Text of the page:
North Korean troops had penetrated deep into South Korea. MacArthur’s plan was to land troops on enemy-controlled beaches at Inchon, near Seoul, and cut the North Koreans off from the rear.
But that meant ships had to negotiate the treacherous Flying Fish Channel and get past enemy guns on a small island guarding Inchon Harbor.
“The hazards of approaching and attacking Inchon are considerable, if not miserable,” Capt. Headland noted dryly.
A destroyer squadron, headed by Capt. Headland’s ship, the USS Mansfield, was given the duty of sailing into the harbor “to tempt the gunners on the island to disclose their positions.” The Mansfield went first. After an eerie silence, the destroyers started firing their 5-inch guns, and the North Koreans responded. Several of the “Sitting Ducks” were hit, and one officer was killed. “From the wing of the bridge, I actually saw shells flying over the ship,” Capt. Headland wrote.
After the enemy guns were silenced, the 15-day battle for the beaches began — and was ultimately successful.
A few weeks later, Headland’s ship struck a mine while patrolling the Korean coast. The explosion nearly sheared off the bow, but no one was killed and the destroyer was sent to the Naval Shipyard in Bremerton for repairs.
Capt. Headland was already well-acquainted with Washington state. He met his wife, the former Margaret McGinnis, in Tacoma. The couple married in December 1941, shortly after the attack on Pearl Harbor.
As they transferred from post to post, the Headlands kept a home in Tacoma off and on for nearly 40 years.
“They were the typical Navy couple, living out a suitcase. They loved it,” said Carl Headland.
Capt. Headland was born in 1911 in Litchville, N.D., where his father was a banker. But the family lost the business during the Depression. With five siblings, his prospects for higher education were slim, so Capt. Headland sought — and won — an appointment to the U.S. Naval Academy.
“The whole family kind of worshipped him as a hero,” said Carl Headland, who followed his older brother into the Navy.
After Capt. Headland retired from the Navy in 1961, he earned two master’s degrees in economics and taught at the University of Puget Sound in Tacoma. He then spent 11 years associated with the University of Maryland, teaching at military bases around the world, including Bermuda, Ethiopia, Iceland and Japan.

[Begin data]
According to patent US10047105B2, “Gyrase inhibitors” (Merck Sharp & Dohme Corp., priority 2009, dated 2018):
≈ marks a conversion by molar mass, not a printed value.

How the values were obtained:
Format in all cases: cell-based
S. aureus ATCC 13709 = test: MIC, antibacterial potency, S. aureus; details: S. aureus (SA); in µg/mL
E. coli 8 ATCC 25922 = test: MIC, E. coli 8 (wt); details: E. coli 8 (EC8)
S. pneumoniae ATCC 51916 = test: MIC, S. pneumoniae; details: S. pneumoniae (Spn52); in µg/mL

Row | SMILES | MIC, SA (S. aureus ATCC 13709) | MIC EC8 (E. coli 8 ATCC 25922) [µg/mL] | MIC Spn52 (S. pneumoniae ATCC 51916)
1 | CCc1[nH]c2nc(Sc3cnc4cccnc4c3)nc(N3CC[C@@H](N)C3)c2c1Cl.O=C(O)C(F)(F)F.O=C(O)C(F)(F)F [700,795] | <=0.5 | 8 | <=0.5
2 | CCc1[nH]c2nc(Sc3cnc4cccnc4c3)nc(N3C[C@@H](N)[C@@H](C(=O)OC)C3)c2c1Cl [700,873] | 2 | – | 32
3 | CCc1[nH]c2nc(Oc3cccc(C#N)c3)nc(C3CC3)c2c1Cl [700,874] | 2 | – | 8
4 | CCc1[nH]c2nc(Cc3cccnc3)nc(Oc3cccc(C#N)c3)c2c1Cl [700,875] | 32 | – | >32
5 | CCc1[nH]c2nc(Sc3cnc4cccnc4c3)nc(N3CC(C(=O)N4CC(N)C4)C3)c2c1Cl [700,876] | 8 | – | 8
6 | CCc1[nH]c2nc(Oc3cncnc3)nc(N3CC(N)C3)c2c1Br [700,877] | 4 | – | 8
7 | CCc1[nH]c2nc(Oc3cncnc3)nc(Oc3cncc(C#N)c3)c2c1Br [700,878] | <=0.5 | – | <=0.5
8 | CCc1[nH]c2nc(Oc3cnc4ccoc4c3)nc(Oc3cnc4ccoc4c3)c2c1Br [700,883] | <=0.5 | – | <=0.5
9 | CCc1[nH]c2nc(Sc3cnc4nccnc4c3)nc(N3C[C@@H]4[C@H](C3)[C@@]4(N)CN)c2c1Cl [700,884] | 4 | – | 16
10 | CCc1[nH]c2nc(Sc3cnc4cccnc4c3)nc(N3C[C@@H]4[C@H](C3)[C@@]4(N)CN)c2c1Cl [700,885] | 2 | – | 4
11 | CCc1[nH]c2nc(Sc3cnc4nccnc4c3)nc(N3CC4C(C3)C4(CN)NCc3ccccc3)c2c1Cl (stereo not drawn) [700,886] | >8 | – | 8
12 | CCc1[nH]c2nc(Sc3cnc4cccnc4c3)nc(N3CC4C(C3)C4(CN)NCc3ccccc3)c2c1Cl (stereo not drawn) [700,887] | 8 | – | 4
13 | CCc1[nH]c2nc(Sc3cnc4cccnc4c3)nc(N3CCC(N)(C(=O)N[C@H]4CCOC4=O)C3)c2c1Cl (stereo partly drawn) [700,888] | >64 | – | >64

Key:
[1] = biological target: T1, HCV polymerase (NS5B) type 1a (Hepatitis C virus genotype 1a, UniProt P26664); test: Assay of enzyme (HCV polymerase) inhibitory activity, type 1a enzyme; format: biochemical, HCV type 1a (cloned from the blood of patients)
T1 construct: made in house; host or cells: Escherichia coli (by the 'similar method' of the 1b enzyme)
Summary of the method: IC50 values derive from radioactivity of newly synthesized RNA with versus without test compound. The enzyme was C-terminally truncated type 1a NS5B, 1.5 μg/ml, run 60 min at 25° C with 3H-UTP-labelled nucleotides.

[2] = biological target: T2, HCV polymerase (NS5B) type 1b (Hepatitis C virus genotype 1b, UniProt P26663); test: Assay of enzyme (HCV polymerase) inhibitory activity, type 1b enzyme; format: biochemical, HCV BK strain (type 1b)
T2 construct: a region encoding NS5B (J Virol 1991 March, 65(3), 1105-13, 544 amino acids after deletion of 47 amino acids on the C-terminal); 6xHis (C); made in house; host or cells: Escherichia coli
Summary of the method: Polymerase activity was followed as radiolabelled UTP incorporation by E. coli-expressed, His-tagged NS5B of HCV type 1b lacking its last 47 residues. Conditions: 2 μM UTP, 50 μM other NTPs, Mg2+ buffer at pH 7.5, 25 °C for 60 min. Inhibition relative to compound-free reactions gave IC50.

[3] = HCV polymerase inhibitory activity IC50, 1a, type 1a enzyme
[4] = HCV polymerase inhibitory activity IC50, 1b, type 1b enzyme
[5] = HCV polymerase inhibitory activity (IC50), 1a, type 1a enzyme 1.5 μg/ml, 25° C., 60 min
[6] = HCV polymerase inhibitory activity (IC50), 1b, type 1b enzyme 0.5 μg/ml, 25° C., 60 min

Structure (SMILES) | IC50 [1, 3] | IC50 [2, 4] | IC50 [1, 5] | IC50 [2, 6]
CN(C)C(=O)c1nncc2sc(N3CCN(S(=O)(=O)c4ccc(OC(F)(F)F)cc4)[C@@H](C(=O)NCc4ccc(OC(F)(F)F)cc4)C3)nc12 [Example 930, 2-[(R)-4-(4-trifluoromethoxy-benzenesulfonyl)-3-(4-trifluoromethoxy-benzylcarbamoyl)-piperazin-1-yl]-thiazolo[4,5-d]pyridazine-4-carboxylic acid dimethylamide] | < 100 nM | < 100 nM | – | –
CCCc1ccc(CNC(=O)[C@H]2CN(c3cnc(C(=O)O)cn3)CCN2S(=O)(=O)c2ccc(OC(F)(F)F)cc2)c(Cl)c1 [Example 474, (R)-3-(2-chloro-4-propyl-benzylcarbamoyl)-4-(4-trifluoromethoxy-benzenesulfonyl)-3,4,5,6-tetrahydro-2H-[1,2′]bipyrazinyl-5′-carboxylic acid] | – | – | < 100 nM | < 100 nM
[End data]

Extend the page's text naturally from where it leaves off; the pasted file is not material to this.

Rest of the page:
In 1980 the Headlands moved full time to Tacoma, where they were members of the Tacoma Country Club and St. Peter’s Episcopal Church.
Capt. Headland was preceded in death by his wife. He is survived by his brother Carl of Leland, Mich.; sisters Winnifred Teeter of Henderson, Nev., and Marilyn Imhoff of San Diego, Calif., and several nieces and nephews.
Services will be held 11 a.m. Saturday at St. Peter’s Episcopal Church in Tacoma. Arrangements are by Tuell-McKee Funeral Home, 253-272-1414.
A virtual tour of U 505, the German submarine Capt. Headland helped capture, is online at: http://www.msichicago.org/exhibit/U505/index.html
Sandi Doughton: 206-464-2491 or firstname.lastname@example.org
Copyright © 2006 The Seattle Times Company
Morton B. Solomon
Morton B. Solomon, 81; reformed police force
By Sally A. Downey Inquirer Staff Writer
Morton B. Solomon, 81, of Northeast Philadelphia, the reformist police commissioner under Mayor William Green and the first Jewish officer to head the force, died Friday of heart failure outside his doctor’s office in Frankford.
Mr. Solomon was a 29-year veteran who had risen through the ranks from patrolman to deputy commissioner when the newly elected Green selected him to head the department in 1980. At the time, the Police Department had been accused of tolerating brutality in its ranks and the new mayor had been under pressure to go outside the force to find a commissioner.
Green said yesterday he believed at the time that he could find someone within the department who would “do things right, by the book.”
Upon taking the job, the new commissioner warned his officers: “I’ll make all my decisions from my head, not my heart.”
He instructed officers to cooperate with reporters; improved citizen-complaint procedures; eliminated many desk jobs and reassigned their occupants to street duty; opened all units and assignments to female officers; destroyed about 18,000 years-old intelligence files on political activists; raised money to equip all police officers with vests; and introduced a community-education course at the Philadelphia Police Academy.
In April 1980, he established guidelines that restricted the use of deadly force and called for the Internal Affairs Division, the Detective Bureau, and a police board to review all shootings by police.
After the guidelines took effect, police shootings fell sharply. On average, police killed seven people and wounded 20 per year during the 1980s. In the 1970s, police killed about 20 people and wounded 50 each year.
Mr. Solomon developed a reputation as a tough administrator, and some officers complained to reporters about the sharp increase in police disciplinary action.
His tenure as commissioner ended in 1984, when Green’s successor, W. Wilson Goode, replaced him with Gregore J. Sambor.
“That was a blunder,” Green said. “If Morton Solomon had stayed on as commissioner, the MOVE bombing would have never happened.”
Mr. Solomon grew up in West Philadelphia. He dropped out of John Bartram High School to join the Navy during World War II and saw action aboard two destroyers in the South Pacific.
After the war, he earned his high school diploma and later took courses at Temple University and the Fels Institute of the University of Pennsylvania. Before joining the Philadelphia police in 1950, he was a prison guard at Eastern State Penitentiary.